How to Teach Pronouns

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Teaching pronouns is an important part of any beginning level English curriculum. It's important to teach pronoun usage during the early stages when students are learning basic sentence construction. The opportune moment to teach pronouns comes after basic sentences with 'be' and some simple sentences with the present simple. At this point, students should be able to identify various parts of speech—at least basic verbs, nouns, adjectives, and adverbs.

Take this as a starting point to explore the role of subjects, objects, and possession as you introduce pronouns and possessive adjectives.

Introducing Pronouns

Subject Pronouns: Start by Using What Students Already Know

After a basic understanding of the verb 'to be' and some other simple sentences has been acquired, begin introducing various pronouns by reviewing what they have already learned. I find it best to start by asking students to give me some examples of nouns and verbs. With this is mind here's a short exercise to help students begin to learn subject pronouns.

  • Write a few basic sentences on the board making sure to use full names or objects.
  • Next, Write both singular and plural subjects with proper names and with objects.

Mary is an excellent teacher.
The computer is expensive.
Peter and Tom are students at this school.
The apples are very good.

Change to:

She is an excellent teacher.
It is expensive.
They are students at this school.
They are very good.

  • Ask students which words have been replaced by new words.
  • Explain that pronouns replace proper names and nouns such as 'David', 'Anna and Susan', 'the book', etc.
  • Ask students which pronouns would replace different names and objects. Make sure to switch between singular and plural subject pronouns. 

At this point, students will be able to produce subject pronouns quite easily without actually knowing they are subject pronouns.

Don't worry them about grammar names at this point, but move on to object pronouns.

Object Pronouns: Point to Sentence Position

Next on the list of pronouns to introduce are object pronouns. I find it easiest to introduce these pronouns by pointing to sentence position in basic sentences.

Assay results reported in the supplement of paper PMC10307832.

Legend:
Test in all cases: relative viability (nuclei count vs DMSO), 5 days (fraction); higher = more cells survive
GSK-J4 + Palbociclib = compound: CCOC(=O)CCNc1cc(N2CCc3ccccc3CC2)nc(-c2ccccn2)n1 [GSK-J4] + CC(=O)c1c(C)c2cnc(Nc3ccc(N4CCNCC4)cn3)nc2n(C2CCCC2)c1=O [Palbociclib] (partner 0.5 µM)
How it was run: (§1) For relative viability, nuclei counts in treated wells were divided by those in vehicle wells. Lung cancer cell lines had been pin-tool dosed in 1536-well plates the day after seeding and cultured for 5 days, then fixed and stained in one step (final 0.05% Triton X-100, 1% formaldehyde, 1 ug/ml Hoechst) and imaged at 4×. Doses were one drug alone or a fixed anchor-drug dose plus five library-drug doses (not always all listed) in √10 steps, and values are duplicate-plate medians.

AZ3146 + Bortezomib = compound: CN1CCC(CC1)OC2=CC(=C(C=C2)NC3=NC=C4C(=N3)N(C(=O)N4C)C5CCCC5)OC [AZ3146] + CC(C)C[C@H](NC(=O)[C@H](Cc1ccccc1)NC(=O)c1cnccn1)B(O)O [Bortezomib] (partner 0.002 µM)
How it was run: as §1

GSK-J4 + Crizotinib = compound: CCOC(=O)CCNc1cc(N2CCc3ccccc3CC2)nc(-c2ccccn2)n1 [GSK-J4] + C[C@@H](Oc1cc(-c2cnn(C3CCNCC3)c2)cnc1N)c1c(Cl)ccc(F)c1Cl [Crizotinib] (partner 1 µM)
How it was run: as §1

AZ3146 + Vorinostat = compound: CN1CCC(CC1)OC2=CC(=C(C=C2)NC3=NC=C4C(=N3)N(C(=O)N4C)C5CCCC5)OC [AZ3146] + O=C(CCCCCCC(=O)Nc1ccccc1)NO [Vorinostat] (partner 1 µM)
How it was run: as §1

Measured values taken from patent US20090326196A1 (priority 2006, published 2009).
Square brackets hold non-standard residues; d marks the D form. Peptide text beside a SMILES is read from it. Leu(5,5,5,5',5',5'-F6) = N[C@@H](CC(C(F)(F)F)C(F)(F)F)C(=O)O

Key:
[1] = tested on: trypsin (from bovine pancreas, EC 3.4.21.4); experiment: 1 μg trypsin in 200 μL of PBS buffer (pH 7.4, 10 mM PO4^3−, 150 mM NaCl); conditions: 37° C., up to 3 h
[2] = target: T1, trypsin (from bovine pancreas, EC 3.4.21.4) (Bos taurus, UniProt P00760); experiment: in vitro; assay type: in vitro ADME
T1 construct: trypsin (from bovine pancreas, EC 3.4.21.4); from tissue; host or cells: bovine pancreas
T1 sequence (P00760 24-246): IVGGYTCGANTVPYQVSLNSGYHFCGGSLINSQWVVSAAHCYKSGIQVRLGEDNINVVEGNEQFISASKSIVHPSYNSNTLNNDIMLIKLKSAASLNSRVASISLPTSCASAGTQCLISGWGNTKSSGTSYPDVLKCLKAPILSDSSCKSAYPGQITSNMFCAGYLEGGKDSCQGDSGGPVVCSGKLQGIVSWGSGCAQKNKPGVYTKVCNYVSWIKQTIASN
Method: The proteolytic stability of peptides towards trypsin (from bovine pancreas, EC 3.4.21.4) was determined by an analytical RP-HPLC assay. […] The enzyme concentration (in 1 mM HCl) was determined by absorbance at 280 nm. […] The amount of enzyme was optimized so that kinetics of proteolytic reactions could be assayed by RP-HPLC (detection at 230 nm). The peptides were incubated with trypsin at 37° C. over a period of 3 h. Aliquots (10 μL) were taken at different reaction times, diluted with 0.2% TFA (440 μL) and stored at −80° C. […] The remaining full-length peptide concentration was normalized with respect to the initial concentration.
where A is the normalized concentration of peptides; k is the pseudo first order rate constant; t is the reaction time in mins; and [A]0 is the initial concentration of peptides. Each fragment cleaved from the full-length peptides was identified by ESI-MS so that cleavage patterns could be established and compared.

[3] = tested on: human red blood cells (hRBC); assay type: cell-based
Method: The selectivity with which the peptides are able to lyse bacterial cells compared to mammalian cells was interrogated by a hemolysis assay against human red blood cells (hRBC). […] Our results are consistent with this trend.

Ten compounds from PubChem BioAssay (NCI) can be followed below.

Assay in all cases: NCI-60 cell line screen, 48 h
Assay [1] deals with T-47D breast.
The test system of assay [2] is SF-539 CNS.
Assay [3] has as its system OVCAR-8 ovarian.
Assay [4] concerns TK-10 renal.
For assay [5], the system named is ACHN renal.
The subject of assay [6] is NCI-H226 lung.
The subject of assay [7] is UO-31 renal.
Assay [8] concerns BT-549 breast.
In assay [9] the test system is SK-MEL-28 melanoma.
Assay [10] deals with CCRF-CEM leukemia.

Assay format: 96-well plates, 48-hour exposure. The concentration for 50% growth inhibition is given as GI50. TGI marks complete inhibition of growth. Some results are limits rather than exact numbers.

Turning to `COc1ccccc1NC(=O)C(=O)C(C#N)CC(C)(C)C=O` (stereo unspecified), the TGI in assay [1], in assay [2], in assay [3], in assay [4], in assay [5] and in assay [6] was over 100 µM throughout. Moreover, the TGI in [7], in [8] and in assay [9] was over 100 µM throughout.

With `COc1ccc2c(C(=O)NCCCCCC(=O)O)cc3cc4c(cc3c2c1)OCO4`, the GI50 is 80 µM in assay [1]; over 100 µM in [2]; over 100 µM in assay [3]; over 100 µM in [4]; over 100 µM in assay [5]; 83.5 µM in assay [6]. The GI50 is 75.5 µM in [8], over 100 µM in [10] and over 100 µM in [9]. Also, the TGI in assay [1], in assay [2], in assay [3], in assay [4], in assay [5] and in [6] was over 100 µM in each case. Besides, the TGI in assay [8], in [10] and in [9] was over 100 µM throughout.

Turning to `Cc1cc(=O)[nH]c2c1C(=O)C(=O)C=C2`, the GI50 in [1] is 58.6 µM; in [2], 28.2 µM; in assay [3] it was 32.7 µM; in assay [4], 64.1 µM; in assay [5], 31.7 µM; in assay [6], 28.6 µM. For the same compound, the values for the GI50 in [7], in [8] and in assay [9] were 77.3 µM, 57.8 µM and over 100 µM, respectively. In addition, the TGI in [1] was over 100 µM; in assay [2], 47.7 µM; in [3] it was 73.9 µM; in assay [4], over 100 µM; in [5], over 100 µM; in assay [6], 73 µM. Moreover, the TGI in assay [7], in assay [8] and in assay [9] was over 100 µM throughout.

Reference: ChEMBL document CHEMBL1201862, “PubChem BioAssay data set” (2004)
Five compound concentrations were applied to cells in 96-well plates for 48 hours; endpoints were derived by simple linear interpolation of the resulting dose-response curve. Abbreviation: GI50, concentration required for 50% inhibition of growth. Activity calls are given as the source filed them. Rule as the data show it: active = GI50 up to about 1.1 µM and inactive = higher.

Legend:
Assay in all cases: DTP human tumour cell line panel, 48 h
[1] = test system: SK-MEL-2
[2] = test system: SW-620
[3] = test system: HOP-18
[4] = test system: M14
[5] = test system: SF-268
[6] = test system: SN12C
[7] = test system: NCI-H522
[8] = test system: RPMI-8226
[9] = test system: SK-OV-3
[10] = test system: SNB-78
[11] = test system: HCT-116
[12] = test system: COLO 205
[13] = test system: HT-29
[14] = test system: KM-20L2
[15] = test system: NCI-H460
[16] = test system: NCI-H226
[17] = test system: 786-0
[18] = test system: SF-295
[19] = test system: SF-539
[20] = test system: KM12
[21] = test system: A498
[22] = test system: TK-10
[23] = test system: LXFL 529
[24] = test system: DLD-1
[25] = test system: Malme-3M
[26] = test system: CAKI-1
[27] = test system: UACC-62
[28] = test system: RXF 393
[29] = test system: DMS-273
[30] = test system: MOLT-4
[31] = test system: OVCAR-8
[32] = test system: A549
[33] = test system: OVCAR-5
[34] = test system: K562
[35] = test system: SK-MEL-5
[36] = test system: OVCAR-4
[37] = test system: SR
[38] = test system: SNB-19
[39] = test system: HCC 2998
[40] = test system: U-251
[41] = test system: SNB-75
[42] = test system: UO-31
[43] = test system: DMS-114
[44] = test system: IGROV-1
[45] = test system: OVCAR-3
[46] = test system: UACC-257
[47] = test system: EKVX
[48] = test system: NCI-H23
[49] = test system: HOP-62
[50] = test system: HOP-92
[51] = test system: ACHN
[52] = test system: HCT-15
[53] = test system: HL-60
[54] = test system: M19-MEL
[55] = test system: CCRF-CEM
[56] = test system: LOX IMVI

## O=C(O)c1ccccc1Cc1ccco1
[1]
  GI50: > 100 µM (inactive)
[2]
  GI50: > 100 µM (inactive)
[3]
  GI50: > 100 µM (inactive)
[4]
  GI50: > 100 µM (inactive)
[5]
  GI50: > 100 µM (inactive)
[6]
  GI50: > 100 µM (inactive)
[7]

• Put up columns for subject pronouns and object pronouns  and discuss the placement of whether the pronoun examples you write on the board come before the verb or after the verb. 
  • Once they recognize the differences, explain that object pronouns generally follow verbs. Also point out that subject pronouns begin sentences. Once again, write examples on the board with proper names and full nouns to show the difference between singular and plural object pronouns, as well as the difference between objects and people.
  • Ask students to identify which words have been replaced and which pronouns replace them

I bought a book yesterday.
Mary gave Peter a present.
The parents drove the children to school.
Tim picked up the soccer balls.

Change to:

I bought it yesterday.
Mary gave him a present.
The parents drove them to school.
Tim picked them up.

  • Ask students to help you with further replacements, just as you have done with subject pronouns.
  • Put up two columns: One with subject pronouns and the other with object pronouns. Leave one type blank.
  • Ask students to copy the chart filling in the blanks with the missing subject or object pronouns. 
  • Correct as a class.

Possessive Pronouns and Adjectives: Rounding out the Chart

Finally, introduce possessive pronouns and adjectives in a similar manner. Write a few examples on the board, and then ask students to help you fill in an expanded chart including subject and object pronouns, as well as adding possessive pronouns and possessive adjectives

Pronoun Chart

Subject PronounObject PronounPossessive AdjectivePossessive PronounImemymineyouyouyour



My book is on the table. It is mine.
Their bags are in the hall. They are theirs.

Ask students to complete similar sentences with you while you fill in the chart.

It's important to introduce these two forms together to help students understand the use of the possessive adjective WITH nouns and possessive pronoun WITHOUT nouns. Comparing the two in two sentences does the job well.

At this point, students will have been introduced to pronouns and possessive adjectives, as well as gained insight into sentence structure. Following you will find exercises and activities that you can use with students to continue to practice and explore pronouns.

Exercises and Activities

Use this learning pronouns lesson plan to follow along with the details outlined in this guide on how to teach pronouns. Print this pronoun types page out for reference in your classroom.